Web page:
Students are facing some challenging times in regards to acquiring and keeping their visas. The popular H-1B visa has requirements that cause complications for immigrants. While the U.S. attracts many foreign students to attend American universities, it is harder each year for the students to stay in America after their graduations.
As profiled in a recent story in the Huffington Post, Antinea Ascione grew up in Italy but spent part of her high school in the U.S. After graduating from college in 2012, she began working for a publishing company where she moved to be closer to her boyfriend. In September, Ascione received the shock of her life when she got a letter stating she had 60 days to leave the U.S. and that her H-1B visa application was rejected. Ascione had to stop working immediately since U.S. Citizenship and Immigration Services said her job did not require a degree. “When you enter college no one warns you how hard getting an H-1B can be,” Ascione said. “You’re not aware about the mad rush for visas.”
There is a mad dash for H-1B visas because there is a limited number available. They can only be granted for jobs “so specialized and complex that the knowledge required to perform the duties is usually associated with the attainment of a bachelor’s or higher degree…” according to USCIS.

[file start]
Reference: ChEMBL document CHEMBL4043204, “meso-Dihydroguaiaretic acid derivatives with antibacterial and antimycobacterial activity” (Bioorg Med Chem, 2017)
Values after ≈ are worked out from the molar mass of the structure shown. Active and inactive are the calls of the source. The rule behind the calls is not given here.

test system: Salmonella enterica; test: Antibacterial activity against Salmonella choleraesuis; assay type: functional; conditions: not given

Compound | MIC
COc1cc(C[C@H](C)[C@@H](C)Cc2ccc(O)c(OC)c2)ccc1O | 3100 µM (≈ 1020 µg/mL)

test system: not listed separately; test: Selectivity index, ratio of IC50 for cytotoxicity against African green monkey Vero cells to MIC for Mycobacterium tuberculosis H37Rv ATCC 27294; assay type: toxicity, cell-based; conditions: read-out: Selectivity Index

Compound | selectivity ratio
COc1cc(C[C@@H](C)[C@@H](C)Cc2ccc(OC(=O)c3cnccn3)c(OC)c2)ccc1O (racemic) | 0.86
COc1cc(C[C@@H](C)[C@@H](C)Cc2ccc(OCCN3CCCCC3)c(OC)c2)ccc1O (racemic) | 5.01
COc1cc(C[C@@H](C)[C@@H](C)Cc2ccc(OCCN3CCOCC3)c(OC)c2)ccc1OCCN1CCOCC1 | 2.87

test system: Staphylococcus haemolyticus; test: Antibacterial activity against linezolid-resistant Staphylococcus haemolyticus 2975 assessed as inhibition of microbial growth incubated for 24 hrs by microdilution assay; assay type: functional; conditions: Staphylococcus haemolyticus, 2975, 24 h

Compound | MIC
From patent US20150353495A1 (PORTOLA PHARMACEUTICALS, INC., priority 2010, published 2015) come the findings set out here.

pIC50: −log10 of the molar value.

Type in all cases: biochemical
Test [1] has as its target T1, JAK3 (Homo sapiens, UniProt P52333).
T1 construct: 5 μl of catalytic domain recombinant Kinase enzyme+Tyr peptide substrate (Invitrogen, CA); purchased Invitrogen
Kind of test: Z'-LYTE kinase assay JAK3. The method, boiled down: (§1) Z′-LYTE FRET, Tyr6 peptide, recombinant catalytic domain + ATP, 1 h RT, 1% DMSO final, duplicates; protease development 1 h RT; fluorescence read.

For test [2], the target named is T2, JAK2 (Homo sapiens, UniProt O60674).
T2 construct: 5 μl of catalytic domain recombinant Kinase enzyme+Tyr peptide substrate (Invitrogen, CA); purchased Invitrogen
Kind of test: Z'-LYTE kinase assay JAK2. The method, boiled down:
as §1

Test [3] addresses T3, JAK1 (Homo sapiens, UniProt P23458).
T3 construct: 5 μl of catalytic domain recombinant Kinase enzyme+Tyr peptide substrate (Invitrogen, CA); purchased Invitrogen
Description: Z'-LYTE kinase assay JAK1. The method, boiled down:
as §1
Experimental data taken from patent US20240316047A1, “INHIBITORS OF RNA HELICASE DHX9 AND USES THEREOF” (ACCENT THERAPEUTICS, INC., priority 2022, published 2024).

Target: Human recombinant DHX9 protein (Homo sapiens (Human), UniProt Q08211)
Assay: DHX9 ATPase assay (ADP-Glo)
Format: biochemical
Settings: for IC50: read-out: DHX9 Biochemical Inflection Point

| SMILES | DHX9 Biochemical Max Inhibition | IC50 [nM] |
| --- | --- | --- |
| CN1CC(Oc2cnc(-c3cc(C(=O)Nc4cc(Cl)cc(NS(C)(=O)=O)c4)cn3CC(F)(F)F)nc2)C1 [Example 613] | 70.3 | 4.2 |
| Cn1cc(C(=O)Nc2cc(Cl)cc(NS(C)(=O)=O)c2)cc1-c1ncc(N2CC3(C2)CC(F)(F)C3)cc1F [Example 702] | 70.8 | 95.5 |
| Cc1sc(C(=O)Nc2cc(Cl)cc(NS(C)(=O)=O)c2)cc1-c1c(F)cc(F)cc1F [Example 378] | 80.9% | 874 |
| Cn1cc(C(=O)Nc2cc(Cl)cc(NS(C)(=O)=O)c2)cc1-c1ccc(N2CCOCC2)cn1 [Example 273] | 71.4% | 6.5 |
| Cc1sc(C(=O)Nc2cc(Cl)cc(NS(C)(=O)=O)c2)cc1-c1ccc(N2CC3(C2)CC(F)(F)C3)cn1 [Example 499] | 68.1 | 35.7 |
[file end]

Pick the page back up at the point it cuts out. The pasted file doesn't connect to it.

The H-1B visa cap is specifically placed to ensure that the U.S. is not displacing our own workers for foreign nationals. In fact, when employers look into acquiring a worker under this type of visa, they have to prove that this applicant’s education and experience uniquely suits the job and an American, for example, would not be able to fulfill this position. Ascione is currently trying to work something out with USCIS in order to stay in the country and is one of the thousands of immigrant students looking for jobs in the U.S. after their graduation. While foreign students contribute to over $24 billion to the U.S. economy, remaining here after graduation is difficult because of the current U.S. immigration system and how the visas are allocated.
If you have questions regarding the new immigration reform, applying for a visa or the changing immigration laws, contact us at 314-961-8200 or visit our contact page.